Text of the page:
Initially I see our training program expanding the ability of the various ministries of Crusade to handle some of their own video needs apart from the central video department. Then, as the program develops, I look forward to other mission agencies and churches benefiting by sending their communicators through the training. And way out there, if this operation becomes established and credible enough, the program might be something that a student preparing for a missions career might go through after college or Bible school. Perhaps the training center would become a clearing house for Christian organizations looking for video people to hook up with eager, committed, talented and trained individuals.
Another track this could take would be to train a team of nationals to produce television programming in their own country and language. There is at least one such opportunity that I know of even today which has incredible potential. It's just waiting for the right person to put it together.
I am obviously excited about the potential of video training. I have had glimpses of the results of some of the films and videos I have had the opportunity of making or working on. More souls have been won to Christ, more Christians challenged to serve the Lord with their lives, and more money raised for missions through these programs than could ever have been even remotely possible for me on a personal basis. I am not advocating video "instead of" one-on-one or any other method, but rather as a very effective "addition to" the overall efforts of the Body of Christ.
Jim Elliot is quoted as saying, "Don't give yourself to that which others can and will do, but give yourself to that which others cannot or will not do." I believe that the Lord has shown me something that fits this criteria for me. With B.S. and M.A. degrees in cinema and twelve years of experience in production, I have academic and practical knowledge to pass on. That in itself is not unique. What makes it special to me is the burden and vision God has placed on my heart to train others and specifically missionary communicators. There are other Christian video people with the training and experience level necessary to do what I am proposing, but I don't know of anyone else who is willing to do it. God has given me the heart for it. I seem to be the one both able and willing. My association with Arrowhead Productions International for the four years prior to our joining as staff members of Campus Crusade for Christ has led my wife and I to believe that it is God's chosen place for us to take on this project. I want to help others who love the Lord Jesus to use the tools of video to bring souls into His kingdom and glory to His name.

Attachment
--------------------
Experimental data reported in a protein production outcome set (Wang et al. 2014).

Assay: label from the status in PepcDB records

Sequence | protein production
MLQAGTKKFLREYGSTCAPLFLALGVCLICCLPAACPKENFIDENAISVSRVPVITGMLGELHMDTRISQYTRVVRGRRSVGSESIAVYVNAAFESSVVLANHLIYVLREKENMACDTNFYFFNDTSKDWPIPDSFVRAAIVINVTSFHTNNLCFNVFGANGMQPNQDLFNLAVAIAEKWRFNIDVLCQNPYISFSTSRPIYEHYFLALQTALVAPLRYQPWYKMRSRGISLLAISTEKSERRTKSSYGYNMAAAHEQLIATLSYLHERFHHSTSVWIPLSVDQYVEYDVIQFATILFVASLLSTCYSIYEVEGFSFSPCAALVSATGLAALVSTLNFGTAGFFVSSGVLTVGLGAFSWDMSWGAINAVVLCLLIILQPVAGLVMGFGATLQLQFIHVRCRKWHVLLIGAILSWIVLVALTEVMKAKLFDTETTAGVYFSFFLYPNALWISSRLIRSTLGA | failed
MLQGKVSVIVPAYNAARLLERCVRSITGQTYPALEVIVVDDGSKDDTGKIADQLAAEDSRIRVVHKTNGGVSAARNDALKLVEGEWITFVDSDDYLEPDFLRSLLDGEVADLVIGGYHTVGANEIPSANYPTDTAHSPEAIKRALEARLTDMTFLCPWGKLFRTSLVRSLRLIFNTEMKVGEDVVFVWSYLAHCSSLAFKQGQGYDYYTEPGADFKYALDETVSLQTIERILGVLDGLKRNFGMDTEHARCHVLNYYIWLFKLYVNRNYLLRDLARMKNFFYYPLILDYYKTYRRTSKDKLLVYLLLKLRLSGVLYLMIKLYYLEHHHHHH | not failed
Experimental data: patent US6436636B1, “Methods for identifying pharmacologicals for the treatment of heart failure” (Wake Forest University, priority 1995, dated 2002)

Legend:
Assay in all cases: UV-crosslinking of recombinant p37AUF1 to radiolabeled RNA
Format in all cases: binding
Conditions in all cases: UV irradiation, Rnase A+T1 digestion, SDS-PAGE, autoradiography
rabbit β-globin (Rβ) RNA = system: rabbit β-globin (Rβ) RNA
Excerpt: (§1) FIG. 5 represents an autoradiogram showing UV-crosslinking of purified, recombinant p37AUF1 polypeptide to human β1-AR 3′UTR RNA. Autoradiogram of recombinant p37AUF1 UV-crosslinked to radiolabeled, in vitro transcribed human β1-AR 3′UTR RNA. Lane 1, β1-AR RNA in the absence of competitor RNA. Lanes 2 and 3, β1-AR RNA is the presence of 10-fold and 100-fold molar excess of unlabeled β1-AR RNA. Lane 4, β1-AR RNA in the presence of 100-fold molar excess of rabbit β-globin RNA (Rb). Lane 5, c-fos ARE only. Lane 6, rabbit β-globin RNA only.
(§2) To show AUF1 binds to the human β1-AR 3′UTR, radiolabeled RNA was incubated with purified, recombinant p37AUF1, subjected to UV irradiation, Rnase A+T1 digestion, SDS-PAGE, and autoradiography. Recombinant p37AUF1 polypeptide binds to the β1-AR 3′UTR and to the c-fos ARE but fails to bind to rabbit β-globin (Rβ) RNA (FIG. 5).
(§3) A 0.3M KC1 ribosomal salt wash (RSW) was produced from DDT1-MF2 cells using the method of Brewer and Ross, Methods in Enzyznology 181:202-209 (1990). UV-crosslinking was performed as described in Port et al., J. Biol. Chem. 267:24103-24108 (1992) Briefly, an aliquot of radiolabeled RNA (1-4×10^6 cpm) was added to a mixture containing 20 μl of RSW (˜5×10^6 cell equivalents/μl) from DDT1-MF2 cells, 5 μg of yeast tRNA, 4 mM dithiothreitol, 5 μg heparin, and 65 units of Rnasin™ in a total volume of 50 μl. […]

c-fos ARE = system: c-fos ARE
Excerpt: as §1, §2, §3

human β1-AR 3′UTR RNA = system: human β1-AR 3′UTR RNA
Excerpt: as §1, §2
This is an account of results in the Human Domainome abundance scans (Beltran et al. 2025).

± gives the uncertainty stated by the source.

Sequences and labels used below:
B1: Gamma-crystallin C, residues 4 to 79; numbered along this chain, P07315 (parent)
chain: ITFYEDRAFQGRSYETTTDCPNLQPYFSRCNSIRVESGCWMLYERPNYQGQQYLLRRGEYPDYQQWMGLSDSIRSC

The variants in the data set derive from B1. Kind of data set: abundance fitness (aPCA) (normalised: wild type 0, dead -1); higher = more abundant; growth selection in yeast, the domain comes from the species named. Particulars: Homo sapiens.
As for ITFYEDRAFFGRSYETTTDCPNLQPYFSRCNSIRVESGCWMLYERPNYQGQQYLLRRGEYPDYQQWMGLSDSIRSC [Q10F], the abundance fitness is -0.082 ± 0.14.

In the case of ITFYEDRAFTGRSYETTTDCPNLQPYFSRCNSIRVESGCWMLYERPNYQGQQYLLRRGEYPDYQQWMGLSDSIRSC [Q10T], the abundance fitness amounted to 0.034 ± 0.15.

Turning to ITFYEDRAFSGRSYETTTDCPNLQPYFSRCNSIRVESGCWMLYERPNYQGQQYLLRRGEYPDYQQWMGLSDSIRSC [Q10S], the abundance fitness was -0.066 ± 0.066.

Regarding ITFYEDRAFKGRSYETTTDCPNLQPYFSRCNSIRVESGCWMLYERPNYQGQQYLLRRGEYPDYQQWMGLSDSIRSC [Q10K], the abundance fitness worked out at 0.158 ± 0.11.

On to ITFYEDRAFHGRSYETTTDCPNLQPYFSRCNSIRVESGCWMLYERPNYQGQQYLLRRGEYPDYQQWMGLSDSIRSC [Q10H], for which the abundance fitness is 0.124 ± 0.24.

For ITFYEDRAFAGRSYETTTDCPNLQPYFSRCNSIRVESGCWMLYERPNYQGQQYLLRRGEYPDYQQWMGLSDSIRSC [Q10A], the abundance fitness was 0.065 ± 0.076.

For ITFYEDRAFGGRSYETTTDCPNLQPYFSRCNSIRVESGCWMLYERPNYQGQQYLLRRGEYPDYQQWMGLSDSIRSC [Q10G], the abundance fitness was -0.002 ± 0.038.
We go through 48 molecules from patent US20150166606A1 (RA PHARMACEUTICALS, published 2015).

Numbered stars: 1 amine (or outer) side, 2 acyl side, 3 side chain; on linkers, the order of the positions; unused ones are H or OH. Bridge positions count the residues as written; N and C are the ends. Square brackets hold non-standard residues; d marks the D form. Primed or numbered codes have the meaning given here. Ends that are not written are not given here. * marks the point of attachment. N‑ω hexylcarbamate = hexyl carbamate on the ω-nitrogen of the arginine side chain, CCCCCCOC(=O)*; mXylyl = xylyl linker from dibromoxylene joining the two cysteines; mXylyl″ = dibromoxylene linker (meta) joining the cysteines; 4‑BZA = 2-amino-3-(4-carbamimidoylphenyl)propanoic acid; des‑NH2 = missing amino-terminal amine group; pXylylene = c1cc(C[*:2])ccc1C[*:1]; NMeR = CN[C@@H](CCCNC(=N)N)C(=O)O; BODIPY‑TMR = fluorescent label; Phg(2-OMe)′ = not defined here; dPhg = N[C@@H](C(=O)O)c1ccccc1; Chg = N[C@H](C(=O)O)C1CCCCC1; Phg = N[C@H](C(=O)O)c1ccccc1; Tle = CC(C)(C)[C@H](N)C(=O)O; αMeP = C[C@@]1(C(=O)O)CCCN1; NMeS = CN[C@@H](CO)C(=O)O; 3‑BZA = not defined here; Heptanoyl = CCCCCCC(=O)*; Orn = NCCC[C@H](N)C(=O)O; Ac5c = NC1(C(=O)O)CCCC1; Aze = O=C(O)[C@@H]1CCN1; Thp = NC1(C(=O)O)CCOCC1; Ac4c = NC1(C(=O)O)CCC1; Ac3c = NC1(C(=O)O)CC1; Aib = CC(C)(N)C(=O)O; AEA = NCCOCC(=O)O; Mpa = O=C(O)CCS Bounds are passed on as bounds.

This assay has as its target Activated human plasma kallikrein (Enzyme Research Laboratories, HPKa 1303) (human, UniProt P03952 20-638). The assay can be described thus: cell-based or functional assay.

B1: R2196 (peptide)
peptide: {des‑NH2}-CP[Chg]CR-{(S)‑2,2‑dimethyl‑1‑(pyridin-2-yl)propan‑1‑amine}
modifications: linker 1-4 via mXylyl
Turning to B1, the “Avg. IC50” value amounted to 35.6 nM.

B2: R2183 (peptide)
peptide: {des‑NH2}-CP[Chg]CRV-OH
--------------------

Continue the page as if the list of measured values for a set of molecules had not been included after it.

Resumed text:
Update: fast forward 6 years to 1999 - Since your are reading this on the DP Productions Inc. website, we obviously didn't see the above idea come to fruition at Campus Crusade. The idea just didn't quite fit the mainstream of their agenda. We continue to press on in other ways in the spirit of the above document. The tech-tips section of this website and the consuling work I've been doing are a couple of those ways.
Copyright ©1998 by Dan Philgreen - ALL RIGHTS RESERVED